This fall and winter, I will continue working on The Last Honest Man in Havana. Of course, it’s not a new project. In fact, by December I will have spent two years on it. But I’m re-writing it in such a way that it almost feels like something new. The story still compels me and this time I will have my new writers’ group to share my work with. We meet once a month and I’m very excited about working with a group of such talented, creative women!

Somehow, I’m lucky enough to have been selected to attend a screenwriting workshop with AFCOOP, the Atlantic Filmmakers Cooperative in Halifax. Screenwriting is quite new to me, but I see AFCOOP as another wonderful place to learn about storytelling. I have no idea who is teaching the workshop, but I’ll let you know how it goes.

As for new hobbies, after an eleven-year hiatus, I’ve taken up cycling again! This week, I’ve logged more than 50 km on my old mountain bike. This is not much for a real cyclist, they would do that much on one ride at least, but I feel I’ve made a good start with it. The weather has been gorgeous here, about 24C on October 2, and I hope I’ll get at least another month before it’s too cold.

Biking along Cavendish Beach this summer got me hooked. Spectacular!

I’m still looking for moneda nacional and Cuban pesos to take some photos for this blog. If anyone has pics they’d like to send me, that would be great!

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First Public Reading

On June 5 I did my first public reading at the Writers’ Federation of Nova Scotia’s Annual General Meeting.  I have to say, it’s fun showing up on the same page as Alistair MacLeod and Shandi Mitchell!

Three other participants read, too.  I heard touching excerpts from the memoirs of Mary Jane Copps and Sarah Jewel and the colourful poetry of Brian Braganza.

A public reading should be just be enough to whet your audience’s appetite, and with Stephens’ help, I chose a section with a bit of drama. I read a two-page excerpt from chapter three of The Last Honest Man in Havana.  It was a little nerve-wracking, but this was a supportive group, not a room full of literary agents.  They gave me a great round of applause and I enjoyed the experience more than I thought I would.

Chapter three is set in April 1980, when a hijacked bus crashed through the gates of the Peruvian embassy.  This resulted in more than 11,000 Cubans claiming refugee status behind the gates.   Not long after, more than 100,000 Cubans left the country via the Mariel Boatlift.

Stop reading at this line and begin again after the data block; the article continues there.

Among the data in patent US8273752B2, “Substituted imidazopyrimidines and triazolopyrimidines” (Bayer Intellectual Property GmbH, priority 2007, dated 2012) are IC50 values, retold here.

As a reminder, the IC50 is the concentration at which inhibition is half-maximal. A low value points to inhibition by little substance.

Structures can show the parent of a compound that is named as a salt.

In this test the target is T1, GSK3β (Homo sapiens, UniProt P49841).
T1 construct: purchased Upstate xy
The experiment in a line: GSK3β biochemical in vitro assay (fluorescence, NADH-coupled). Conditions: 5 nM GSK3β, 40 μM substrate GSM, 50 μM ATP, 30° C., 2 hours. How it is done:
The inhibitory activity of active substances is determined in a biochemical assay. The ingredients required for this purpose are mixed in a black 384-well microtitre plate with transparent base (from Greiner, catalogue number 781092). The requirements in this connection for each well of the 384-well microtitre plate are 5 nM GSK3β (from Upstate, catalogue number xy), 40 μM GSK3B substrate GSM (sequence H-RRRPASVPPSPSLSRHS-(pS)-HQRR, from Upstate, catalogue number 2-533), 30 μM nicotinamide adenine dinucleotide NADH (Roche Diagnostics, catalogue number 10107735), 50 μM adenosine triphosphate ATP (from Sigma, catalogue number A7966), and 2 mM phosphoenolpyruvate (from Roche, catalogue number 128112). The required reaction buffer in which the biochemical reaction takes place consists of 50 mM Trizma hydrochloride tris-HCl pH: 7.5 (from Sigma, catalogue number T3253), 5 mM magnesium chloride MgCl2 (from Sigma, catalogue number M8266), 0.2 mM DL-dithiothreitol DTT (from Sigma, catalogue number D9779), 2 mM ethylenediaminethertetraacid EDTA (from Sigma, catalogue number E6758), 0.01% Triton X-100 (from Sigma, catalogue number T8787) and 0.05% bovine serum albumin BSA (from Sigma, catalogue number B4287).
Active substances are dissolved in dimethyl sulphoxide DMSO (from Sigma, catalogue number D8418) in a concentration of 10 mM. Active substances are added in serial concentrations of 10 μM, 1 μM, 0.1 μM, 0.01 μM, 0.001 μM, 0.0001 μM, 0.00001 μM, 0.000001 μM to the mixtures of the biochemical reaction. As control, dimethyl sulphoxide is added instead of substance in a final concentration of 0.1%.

I wanted to visit the site of the former embassy during my last trip to Cuba.  I’d heard it had been converted into a museum, The March of the Fighting People Museum.  I wanted to see the fence, the gate and imagine the garden and all that transpired there.  We shouldn’t have been so surprised to discover that the entire building is gone and is now the site of a small hotel.  The March of the Fighting People Museum still exists, but has moved a few blocks over.

I was disappointed about the changes, but went in to visit the museum anyway.  It cost one peso, or 25 cents.  If you’re travelling to Cuba, I wouldn’t advise putting this high on your priority list.  It’s only got one item that has anything to do with the incident at the Peruvian embassy: the rifle of José Ortiz Cabrera, the guard who was killed when the hijacked bus went through the gate.  The Cubans maintain their story that he was hit by the bus.  The Peruvians say he was accidentally shot by his colleague in the melee.

The most disturbing thing about all of it is that the younger Cubans I was talking to had never heard about the bus crashing into the embassy.  It’s generally not discussed and it’s definitely not taught in the schools.

At home, I was able to find an excellent documentary (only in Spanish) about all the April 1980 events on El Nuevo Herald’s website.  They’ve taken it down, but it’s called Mariel 25 and can be ordered from Univision by calling 1-877-CUBANOS.

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Tobacco Fields in Pinar del Rio

Taking a little break from The Last Honest Man in Havana.  My mentorship with Stephens is almost over and I’m proud of how far I’ve come with this project.  I hope you will all have a chance to read it one day between two covers!

In the tobacco field

Here we are in the middle of a tobacco field in Pinar del Rio.  I really needed to see this because of Rafael’s experience at his escuela del campo in chapter two.  Since the 60s, Cuban school children aged thirteen and up have been required to do forty-five days of field work every year.  Sometimes they pick tobacco, sometimes they plant sweet potatoes or other vegetables.  Think of it as a way to pay for that free education.

By the end of March, the harvest is almost over and the stalks are being picked by this young fellow.

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He’s a slightly weather-beaten 22-year old and has been picking tobacco every season since he was five. He was very fast with his little hooked knife.  It’s a tough job.  The leaves have to be in perfect condition to make those famous habanero cigars.

tobacco barn

Inside the barn, the leaves are hung to dry.  Later, someone will pick them up.  They’ll be packed tightly and fermented for about three more months before they’re rolled into cigars.

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Flowers from the tobacco plants.

The lovely family running this farm originated in northern Spain and first settled in the region in the 1700s.  They don’t own the land, it was taken away from them by Castro in the early 60s, but they were given more control of it again the 1990s.  Now they get some profit for their yield.  Only tobacco farmers have this privilege because tobacco is so important to the Cuban economy.